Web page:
Michael Moore’s new autobiography follows the sometimes ordinary, sometimes extraordinary, life of one of America’s most controversial commentators. His movie Fahrenheit 9/11 is the highest grossing documentary of all time. Aptly titled Here Comes Trouble because of the perception of the author and movie maker during the first few years of the George W. Bush administration and his war in Iraq. He describes in great detail and with sufficient personal reflection what it felt like to criticize the administration on live television during his first Oscar win acceptance speech, and the turbulence of his life after he became public enemy number one.
The memoir-writing style of American writers (mostly public figures) has often amazed me in their ordinariness. No attempt at lyricism or any special verbal sophistication. Just facts, told sometimes with a flourish, and with humour. Not much with any real attempt at literary brilliance. This commentary of mine is ironic, of course, because the straight-forwardness of the narrative makes it a fun and light-hearted read. But it ends there. I’ll remember the facts in the book more than the beauty of how the facts were told. In short, it doesn’t challenge me even though the recollection surely delights. I’m sure this makes some sense.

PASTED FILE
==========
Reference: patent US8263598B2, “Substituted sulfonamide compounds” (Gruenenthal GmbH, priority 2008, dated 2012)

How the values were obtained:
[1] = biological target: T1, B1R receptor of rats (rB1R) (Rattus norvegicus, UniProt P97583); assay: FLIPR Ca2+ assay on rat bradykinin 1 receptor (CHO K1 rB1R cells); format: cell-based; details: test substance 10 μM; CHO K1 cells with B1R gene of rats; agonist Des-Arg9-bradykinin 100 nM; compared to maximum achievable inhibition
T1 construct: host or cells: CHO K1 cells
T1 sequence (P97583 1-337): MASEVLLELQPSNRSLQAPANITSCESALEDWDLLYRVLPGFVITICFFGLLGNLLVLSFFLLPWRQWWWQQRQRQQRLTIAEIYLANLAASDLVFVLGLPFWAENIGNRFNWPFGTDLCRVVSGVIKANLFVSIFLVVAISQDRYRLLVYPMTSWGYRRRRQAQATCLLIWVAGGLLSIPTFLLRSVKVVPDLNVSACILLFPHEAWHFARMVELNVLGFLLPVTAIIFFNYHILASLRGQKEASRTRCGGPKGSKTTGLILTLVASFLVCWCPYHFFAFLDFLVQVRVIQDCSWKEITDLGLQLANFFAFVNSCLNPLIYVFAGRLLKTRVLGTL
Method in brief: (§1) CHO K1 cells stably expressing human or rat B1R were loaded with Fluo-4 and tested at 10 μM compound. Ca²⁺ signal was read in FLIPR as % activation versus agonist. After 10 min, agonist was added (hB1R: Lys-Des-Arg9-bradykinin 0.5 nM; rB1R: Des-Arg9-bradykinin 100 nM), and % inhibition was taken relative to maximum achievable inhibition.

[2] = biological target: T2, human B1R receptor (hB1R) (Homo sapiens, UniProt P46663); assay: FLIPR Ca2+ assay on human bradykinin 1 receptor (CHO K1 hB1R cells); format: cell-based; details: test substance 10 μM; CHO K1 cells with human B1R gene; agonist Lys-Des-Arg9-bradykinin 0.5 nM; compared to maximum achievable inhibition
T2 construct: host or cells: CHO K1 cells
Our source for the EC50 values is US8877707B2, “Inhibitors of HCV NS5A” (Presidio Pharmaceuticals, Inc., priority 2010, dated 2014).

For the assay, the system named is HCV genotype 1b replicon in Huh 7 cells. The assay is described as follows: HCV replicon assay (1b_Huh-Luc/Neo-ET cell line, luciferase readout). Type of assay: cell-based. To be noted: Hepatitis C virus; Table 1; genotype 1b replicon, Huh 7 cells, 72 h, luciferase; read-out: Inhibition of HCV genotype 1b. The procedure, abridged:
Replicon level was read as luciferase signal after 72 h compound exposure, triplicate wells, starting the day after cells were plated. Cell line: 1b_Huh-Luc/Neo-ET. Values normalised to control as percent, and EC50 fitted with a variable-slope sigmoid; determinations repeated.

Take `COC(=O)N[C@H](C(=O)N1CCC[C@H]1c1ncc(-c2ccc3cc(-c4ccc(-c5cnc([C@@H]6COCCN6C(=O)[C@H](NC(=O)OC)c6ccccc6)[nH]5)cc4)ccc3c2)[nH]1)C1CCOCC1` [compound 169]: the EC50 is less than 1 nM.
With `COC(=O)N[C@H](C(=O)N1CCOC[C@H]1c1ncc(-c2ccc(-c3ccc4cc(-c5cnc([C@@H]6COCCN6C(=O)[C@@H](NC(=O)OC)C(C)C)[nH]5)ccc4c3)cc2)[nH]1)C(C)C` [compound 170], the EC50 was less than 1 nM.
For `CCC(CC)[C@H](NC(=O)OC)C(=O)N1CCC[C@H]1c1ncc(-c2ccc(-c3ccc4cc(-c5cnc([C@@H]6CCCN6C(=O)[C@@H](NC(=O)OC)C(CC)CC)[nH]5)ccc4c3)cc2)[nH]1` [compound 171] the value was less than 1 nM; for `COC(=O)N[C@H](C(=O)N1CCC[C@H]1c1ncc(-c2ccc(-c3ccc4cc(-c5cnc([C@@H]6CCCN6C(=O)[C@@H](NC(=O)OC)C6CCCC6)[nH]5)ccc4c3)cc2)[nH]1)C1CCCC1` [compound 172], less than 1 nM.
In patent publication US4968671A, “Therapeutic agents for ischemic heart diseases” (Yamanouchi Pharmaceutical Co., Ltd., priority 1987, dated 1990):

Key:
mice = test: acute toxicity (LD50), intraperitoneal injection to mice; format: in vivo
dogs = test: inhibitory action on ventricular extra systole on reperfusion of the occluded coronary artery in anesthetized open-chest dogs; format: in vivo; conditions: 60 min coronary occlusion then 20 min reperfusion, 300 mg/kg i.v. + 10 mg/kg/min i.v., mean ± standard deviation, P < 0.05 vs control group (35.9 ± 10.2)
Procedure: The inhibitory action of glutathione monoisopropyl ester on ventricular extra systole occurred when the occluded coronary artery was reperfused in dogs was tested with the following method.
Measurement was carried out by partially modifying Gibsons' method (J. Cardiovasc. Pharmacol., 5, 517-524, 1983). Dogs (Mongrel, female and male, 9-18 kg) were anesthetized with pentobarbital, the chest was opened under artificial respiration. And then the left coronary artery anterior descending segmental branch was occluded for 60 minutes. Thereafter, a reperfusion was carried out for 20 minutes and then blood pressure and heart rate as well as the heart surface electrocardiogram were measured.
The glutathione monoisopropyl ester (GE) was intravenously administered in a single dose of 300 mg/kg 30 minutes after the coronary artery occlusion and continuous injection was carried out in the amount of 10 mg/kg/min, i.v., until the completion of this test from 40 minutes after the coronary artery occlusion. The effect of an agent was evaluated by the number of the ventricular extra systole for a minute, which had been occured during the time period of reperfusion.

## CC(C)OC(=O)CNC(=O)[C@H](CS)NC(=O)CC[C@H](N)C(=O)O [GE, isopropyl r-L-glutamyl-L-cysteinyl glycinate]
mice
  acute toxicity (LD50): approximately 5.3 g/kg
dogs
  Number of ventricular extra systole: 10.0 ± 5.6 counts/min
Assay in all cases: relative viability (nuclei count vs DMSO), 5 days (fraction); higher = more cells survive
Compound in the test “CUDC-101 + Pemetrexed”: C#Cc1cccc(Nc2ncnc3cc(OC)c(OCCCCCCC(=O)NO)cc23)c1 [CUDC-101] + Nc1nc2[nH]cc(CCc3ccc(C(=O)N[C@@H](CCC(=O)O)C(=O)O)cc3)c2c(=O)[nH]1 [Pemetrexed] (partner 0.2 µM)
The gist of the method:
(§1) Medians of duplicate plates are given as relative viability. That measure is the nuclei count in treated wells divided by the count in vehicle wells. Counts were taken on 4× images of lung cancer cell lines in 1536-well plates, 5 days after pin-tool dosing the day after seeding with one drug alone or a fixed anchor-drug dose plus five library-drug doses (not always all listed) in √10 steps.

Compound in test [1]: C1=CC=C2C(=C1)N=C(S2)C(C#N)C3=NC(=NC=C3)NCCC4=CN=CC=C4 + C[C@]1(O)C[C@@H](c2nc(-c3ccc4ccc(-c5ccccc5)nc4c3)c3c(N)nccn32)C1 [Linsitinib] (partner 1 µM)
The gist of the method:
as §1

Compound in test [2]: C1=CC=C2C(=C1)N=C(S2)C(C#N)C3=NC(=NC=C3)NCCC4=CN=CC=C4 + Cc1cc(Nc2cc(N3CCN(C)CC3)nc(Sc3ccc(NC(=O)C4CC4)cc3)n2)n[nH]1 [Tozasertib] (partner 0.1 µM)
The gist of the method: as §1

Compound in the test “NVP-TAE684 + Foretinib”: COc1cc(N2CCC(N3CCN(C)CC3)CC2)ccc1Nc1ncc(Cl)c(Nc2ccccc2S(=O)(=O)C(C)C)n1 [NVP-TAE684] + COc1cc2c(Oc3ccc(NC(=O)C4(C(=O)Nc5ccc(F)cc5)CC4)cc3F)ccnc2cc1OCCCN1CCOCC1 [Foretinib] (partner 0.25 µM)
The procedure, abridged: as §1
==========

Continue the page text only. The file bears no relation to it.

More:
Michael Moore is a controversial figure, and holding his book with me around campus has already got me a few stares. We no longer live in a George Bush America but it is still fascinating the kind of response his name elicits. A few minutes ago, a student saw it on my desk and asks what I thought could be a tricky question: “So you like Michael Moore, eh?” “I like his work,” I replied. It seems like the safest answer to give given the circumstance. As the book shows, he is however a man bold enough to take risks, and who because of those risks – and some other coincidences in life – has lived a truly remarkable life.